As far as Venezuela's sovereign debt is concerned, Russia fears that Venezuela will default on its state debt to Moscow surpassing $3 billion.

Russia's Deputy Finance Minister Sergei Storchak commented that Venezuela will face difficulties in servicing the debt. "Probably there will be problems. All depends on the army, the military, how dutiful they will be," Storchak said.

He also added that the next payment of over $100 million is planned for the end of March. "Payments are made in September and March. There have been no overdue payments," Storchak stated.[8]

The Russian Finance Ministry added in a statement that the agreement on restructuring Venezuela's debt to Russia remained unaltered. "There is an agreement between Russia and Venezuela on restructuring Venezuela's debt that stipulates the terms and the payment schedule. The next payment is due at the end of March. Russia's Finance Ministry expects payments as scheduled. There have been no changes made in the agreement, Venezuela has to fulfill obligations to the creditor it has assumed," the statement noted.[9]

Concerning the Venezuelan oil, the influential Russian blogger El Murid (Anatoly Nesmeyan) noted that maintaining high oil prices would benefit not only the US in the external markets, but also Russia, since China will be forced to increase its oil purchases elsewhere. However, El Murid emphasized that Russia's behavior is not pragmatic, because Moscow refuses to cooperate with the US even if this means acting against its own interests.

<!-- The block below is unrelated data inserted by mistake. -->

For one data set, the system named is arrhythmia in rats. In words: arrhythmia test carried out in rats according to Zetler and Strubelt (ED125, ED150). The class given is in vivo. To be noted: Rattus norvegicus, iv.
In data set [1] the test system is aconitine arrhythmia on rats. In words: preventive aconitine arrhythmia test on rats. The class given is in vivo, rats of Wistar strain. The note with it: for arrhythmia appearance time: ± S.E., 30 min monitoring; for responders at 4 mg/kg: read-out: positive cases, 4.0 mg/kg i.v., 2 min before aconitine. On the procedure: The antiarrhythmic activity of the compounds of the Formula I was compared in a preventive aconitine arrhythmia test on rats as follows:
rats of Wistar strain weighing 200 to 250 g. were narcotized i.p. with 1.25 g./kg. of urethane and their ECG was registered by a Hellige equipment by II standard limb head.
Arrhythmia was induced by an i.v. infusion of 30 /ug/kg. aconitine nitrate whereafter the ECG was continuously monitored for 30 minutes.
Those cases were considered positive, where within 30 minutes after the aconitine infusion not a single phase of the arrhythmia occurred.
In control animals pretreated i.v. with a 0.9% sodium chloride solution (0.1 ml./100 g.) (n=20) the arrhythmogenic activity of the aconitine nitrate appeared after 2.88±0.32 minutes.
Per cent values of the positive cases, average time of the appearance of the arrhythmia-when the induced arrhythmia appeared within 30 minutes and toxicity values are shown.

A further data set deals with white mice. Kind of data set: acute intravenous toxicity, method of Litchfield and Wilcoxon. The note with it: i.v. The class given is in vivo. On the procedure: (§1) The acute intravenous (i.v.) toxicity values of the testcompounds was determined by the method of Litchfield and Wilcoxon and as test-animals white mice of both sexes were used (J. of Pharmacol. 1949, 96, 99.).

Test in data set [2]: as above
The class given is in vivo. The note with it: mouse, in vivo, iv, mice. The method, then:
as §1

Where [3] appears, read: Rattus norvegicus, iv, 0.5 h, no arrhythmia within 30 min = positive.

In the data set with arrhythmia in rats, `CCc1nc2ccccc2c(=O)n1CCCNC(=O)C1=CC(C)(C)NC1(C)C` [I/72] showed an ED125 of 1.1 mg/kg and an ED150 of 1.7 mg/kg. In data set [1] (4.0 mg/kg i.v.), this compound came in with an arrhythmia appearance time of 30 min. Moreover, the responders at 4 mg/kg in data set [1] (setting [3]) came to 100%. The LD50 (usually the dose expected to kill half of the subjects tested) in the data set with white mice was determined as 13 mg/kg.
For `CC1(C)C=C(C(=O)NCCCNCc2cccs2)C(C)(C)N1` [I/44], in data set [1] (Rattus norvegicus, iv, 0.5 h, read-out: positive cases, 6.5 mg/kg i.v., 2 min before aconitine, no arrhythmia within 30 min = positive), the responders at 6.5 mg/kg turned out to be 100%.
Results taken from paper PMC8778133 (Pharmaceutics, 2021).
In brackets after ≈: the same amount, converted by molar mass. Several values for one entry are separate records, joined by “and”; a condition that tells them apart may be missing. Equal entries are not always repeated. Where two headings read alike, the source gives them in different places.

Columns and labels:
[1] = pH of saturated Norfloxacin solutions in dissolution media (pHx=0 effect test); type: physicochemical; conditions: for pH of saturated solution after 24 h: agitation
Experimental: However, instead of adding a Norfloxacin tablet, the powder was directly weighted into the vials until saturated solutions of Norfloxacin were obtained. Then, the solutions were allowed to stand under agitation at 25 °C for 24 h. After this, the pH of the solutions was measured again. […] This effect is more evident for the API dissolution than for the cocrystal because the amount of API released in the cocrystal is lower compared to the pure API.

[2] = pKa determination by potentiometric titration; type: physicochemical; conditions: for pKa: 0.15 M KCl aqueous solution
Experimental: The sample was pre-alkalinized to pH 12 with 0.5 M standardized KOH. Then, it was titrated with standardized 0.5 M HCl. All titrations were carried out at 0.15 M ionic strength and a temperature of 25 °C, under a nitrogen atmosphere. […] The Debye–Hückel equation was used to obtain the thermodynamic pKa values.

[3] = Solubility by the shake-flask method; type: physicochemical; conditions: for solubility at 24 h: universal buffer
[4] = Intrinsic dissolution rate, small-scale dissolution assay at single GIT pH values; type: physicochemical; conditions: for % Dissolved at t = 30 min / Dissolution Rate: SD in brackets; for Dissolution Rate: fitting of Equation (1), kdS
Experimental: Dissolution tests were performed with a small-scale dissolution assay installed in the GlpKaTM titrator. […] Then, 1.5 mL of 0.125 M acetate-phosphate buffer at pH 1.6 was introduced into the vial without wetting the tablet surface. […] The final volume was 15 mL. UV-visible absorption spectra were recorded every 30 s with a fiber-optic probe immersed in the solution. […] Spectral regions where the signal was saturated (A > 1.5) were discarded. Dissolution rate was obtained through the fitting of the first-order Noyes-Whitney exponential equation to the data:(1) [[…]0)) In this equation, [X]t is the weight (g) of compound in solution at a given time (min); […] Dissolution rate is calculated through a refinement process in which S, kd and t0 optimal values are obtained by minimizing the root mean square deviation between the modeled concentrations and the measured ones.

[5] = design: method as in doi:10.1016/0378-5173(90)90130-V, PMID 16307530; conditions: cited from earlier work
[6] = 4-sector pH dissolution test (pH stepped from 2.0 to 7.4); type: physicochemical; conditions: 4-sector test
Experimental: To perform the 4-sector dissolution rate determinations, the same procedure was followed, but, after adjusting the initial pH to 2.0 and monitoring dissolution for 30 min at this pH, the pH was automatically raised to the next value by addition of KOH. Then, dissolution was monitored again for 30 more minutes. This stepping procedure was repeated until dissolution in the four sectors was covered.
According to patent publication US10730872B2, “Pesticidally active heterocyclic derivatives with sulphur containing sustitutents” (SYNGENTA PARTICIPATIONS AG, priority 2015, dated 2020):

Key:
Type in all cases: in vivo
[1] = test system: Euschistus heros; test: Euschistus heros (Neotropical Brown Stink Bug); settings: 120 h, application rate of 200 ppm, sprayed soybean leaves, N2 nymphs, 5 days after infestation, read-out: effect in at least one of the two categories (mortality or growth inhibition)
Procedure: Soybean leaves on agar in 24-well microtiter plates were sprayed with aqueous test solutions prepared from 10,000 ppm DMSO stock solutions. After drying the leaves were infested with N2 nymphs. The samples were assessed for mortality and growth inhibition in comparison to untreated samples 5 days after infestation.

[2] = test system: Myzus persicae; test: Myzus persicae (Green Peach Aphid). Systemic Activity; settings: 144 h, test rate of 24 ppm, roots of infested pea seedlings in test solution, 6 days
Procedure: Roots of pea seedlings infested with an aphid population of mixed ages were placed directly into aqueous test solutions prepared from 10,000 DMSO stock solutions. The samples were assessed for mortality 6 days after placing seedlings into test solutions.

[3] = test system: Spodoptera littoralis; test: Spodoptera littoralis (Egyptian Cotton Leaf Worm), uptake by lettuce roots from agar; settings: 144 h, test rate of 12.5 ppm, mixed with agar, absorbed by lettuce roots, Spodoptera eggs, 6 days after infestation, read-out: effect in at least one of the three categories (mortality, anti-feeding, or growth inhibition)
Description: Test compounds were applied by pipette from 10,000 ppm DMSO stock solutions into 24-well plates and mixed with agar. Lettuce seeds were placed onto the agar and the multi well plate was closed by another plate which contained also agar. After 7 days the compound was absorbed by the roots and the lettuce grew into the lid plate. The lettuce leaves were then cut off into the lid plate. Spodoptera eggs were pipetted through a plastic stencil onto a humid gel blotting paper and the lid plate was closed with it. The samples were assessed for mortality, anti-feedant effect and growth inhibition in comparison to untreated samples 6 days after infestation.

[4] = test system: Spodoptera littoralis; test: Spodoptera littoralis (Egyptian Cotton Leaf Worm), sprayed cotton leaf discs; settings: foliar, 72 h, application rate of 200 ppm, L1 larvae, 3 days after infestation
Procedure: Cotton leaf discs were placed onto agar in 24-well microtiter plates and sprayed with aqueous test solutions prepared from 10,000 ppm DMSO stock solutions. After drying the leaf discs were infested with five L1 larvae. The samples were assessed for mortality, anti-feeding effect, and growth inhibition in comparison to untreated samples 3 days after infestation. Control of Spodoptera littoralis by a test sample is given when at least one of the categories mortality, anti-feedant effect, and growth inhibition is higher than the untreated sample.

Below is El-Murid's article:[10]


The Fact That Rosneft Has Got Itself Into Venezuela Emphasizes The Complete Strategic Ineptness Of Our Top Managers

"The oil aspect of the events in Venezuela, is definitely important; it seems to be the determining factor as far as the economic interests of the United States are concerned. And so we need to understand what these interests are exactly in terms of oil, hydrocarbons and the energy sector as a whole.

"The United States interest is fully obvious – creating a maximum surplus of energy resources in its domestic market, which, of course, will ensure low energy prices and competitive advantages for the American economy over others. The shale revolution fully lends itself to this strategy. With regards to external markets, however, the U.S. interest is exactly the opposite – the U.S. is interested in higher existing prices for oil there, both from the perspective of its own producers and in order to weaken the competitive capabilities of rival economies.

"In this sense, the United States views Venezuela's oil as its own, which is in fact quite logical – due to its specific nature, its principal market is the United States, and it is from the United States that Venezuela receives a significant part of ingredients it needs for the processing of its highly bituminous oil of the Orinoco Belt. Similarly, the United States considers Canada's Alberta oil sands oil as essentially its own. In reality, the oil industry in North and Central America is a highly integrated chain, technologically connected into a single industrial processing complex.